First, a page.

Since 1945 Western governments have, for the most part, embodied both democracy and constitutional liberalism. Thus it is difficult to imagine the two apart, in the form of either illiberal democracy or liberal autocracy. In fact both have existed in the past and persist in the present. Until the twentieth century, most countries in Western Europe were liberal autocracies or, at best, semi-democracies. The franchise was tightly restricted, and elected legislatures had little power…. Only in the late 1940s did most Western countries become full-fledged democracies, with universal adult suffrage. But one hundred years earlier, by the late 1840s, most of them had adopted important aspects of constitutional liberalism—the rule of law, private property rights, and increasingly, separated powers and free speech and assembly. For much of modern history, what characterized governments in Europe and North America, and differentiated them from those around the world, was not democracy but constitutional liberalism. The “Western model” is best symbolized not by the mass plebiscite but the impartial judge….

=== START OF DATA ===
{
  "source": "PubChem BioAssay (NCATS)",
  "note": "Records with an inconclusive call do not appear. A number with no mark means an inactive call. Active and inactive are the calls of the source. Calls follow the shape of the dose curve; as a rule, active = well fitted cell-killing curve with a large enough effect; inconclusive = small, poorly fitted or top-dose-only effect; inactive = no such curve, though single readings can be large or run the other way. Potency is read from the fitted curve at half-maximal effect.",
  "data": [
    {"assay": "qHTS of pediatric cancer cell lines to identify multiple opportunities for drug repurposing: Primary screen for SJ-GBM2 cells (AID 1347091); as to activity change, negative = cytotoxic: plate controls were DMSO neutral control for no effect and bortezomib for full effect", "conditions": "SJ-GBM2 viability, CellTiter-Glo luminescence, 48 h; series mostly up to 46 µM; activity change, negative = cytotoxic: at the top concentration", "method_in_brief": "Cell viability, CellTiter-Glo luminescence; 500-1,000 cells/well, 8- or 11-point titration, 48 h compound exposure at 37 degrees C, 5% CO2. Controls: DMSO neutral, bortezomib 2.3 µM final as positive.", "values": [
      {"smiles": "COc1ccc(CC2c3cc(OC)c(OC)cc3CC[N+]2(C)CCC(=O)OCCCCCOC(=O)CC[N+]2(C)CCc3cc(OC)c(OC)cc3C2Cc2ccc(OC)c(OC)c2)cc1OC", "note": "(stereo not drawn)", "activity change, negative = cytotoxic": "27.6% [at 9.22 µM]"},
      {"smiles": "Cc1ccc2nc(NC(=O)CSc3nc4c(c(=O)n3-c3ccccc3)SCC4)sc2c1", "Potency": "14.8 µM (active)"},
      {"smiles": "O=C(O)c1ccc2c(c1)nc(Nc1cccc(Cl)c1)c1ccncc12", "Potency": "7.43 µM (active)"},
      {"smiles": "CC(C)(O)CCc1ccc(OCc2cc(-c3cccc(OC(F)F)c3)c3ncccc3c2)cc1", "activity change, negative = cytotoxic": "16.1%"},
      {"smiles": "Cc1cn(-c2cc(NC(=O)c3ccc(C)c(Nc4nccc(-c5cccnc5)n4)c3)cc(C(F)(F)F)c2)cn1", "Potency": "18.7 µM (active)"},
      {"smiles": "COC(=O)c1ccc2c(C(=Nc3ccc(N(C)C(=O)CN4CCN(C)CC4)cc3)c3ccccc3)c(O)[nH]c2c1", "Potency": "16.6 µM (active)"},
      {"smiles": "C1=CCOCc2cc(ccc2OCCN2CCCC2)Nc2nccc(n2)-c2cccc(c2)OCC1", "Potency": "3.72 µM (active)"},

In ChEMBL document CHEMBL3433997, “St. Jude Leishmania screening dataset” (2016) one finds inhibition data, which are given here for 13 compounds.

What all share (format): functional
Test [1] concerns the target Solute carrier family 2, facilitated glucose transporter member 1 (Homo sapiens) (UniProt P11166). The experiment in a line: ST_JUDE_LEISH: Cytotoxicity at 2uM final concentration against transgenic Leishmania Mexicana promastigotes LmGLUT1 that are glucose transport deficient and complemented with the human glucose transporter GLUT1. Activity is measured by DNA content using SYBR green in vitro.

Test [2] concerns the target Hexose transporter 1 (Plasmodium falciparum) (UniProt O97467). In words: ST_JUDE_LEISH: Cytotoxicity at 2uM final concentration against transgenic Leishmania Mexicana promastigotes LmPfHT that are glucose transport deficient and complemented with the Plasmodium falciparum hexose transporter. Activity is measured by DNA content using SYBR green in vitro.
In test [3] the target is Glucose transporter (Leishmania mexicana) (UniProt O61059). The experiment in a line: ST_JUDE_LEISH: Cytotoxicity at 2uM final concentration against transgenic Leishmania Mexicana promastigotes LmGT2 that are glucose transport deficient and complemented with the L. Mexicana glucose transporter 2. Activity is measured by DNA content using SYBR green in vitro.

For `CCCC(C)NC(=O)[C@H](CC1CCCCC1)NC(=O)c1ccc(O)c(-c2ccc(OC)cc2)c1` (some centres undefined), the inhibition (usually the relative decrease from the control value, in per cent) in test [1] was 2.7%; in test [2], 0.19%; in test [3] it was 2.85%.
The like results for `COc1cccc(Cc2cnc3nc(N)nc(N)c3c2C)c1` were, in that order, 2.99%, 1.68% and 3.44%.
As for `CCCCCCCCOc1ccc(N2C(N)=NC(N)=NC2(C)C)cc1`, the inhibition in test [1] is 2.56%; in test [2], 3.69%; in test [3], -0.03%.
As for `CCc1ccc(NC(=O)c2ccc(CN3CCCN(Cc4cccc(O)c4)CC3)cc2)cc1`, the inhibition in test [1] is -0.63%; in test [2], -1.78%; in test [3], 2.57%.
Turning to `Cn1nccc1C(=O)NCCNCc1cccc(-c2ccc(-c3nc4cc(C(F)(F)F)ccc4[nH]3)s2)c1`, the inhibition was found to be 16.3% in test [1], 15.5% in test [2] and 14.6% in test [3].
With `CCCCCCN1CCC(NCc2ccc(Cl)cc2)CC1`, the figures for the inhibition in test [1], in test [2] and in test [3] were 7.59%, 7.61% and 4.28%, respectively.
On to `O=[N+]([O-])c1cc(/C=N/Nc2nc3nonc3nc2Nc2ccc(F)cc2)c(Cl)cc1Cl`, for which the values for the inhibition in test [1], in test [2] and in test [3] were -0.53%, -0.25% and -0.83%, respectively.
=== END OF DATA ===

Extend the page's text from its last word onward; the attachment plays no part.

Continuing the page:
It is odd that the United States is so often the advocate of elections and plebiscitary democracy abroad. What is distinctive about the American system is not how democratic it is but rather how undemocratic it is, placing as it does multiple constraints on electoral majorities….

While it is easy to impose elections on a country, it is more difficult to push constitutional liberalism on a society. The process of genuine liberalization and democratization is gradual and long-term, in which an election is only one step. Without appropriate preparation, it might even be a false step….